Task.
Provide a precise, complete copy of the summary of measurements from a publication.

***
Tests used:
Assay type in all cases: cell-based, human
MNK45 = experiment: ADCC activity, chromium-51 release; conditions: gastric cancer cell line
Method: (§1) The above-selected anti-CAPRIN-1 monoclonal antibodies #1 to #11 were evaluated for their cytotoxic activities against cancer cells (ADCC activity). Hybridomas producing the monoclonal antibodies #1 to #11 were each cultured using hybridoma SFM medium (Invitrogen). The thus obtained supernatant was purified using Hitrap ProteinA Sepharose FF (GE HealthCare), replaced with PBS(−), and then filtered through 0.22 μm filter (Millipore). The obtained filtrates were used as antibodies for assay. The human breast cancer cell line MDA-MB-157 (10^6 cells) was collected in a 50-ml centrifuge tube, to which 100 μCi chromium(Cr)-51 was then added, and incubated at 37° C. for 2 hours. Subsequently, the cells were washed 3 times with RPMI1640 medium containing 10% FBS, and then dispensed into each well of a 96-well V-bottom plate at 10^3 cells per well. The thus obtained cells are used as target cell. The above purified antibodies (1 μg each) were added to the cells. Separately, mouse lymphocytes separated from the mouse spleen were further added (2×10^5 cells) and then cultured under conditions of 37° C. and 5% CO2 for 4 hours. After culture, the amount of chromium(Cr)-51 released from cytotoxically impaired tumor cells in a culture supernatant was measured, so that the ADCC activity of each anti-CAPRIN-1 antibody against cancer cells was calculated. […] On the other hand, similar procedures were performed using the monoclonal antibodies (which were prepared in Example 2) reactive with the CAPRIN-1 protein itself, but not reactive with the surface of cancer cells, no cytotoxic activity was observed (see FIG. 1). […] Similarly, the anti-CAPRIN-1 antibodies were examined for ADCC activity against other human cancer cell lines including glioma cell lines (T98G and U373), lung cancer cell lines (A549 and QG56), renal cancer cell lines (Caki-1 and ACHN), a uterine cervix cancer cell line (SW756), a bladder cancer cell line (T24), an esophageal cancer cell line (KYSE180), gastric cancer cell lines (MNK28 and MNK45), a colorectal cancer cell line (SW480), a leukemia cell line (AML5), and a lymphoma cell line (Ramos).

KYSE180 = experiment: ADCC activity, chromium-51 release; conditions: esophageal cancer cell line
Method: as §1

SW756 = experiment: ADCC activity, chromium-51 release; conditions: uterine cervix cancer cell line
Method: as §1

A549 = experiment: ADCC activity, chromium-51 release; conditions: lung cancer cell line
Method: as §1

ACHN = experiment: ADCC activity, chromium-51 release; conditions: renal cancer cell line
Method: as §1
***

Tests used:
Assay type in all cases: cell-based, human
MNK45 = experiment: ADCC activity, chromium-51 release; conditions: gastric cancer cell line
Method: (§1) The above-selected anti-CAPRIN-1 monoclonal antibodies #1 to #11 were evaluated for their cytotoxic activities against cancer cells (ADCC activity). Hybridomas producing the monoclonal antibodies #1 to #11 were each cultured using hybridoma SFM medium (Invitrogen). The thus obtained supernatant was purified using Hitrap ProteinA Sepharose FF (GE HealthCare), replaced with PBS(−), and then filtered through 0.22 μm filter (Millipore). The obtained filtrates were used as antibodies for assay. The human breast cancer cell line MDA-MB-157 (10^6 cells) was collected in a 50-ml centrifuge tube, to which 100 μCi chromium(Cr)-51 was then added, and incubated at 37° C. for 2 hours. Subsequently, the cells were washed 3 times with RPMI1640 medium containing 10% FBS, and then dispensed into each well of a 96-well V-bottom plate at 10^3 cells per well. The thus obtained cells are used as target cell. The above purified antibodies (1 μg each) were added to the cells. Separately, mouse lymphocytes separated from the mouse spleen were further added (2×10^5 cells) and then cultured under conditions of 37° C. and 5% CO2 for 4 hours. After culture, the amount of chromium(Cr)-51 released from cytotoxically impaired tumor cells in a culture supernatant was measured, so that the ADCC activity of each anti-CAPRIN-1 antibody against cancer cells was calculated. […] On the other hand, similar procedures were performed using the monoclonal antibodies (which were prepared in Example 2) reactive with the CAPRIN-1 protein itself, but not reactive with the surface of cancer cells, no cytotoxic activity was observed (see FIG. 1). […] Similarly, the anti-CAPRIN-1 antibodies were examined for ADCC activity against other human cancer cell lines including glioma cell lines (T98G and U373), lung cancer cell lines (A549 and QG56), renal cancer cell lines (Caki-1 and ACHN), a uterine cervix cancer cell line (SW756), a bladder cancer cell line (T24), an esophageal cancer cell line (KYSE180), gastric cancer cell lines (MNK28 and MNK45), a colorectal cancer cell line (SW480), a leukemia cell line (AML5), and a lymphoma cell line (Ramos).

KYSE180 = experiment: ADCC activity, chromium-51 release; conditions: esophageal cancer cell line
Method: as §1

SW756 = experiment: ADCC activity, chromium-51 release; conditions: uterine cervix cancer cell line
Method: as §1

A549 = experiment: ADCC activity, chromium-51 release; conditions: lung cancer cell line
Method: as §1

ACHN = experiment: ADCC activity, chromium-51 release; conditions: renal cancer cell line
Method: as §1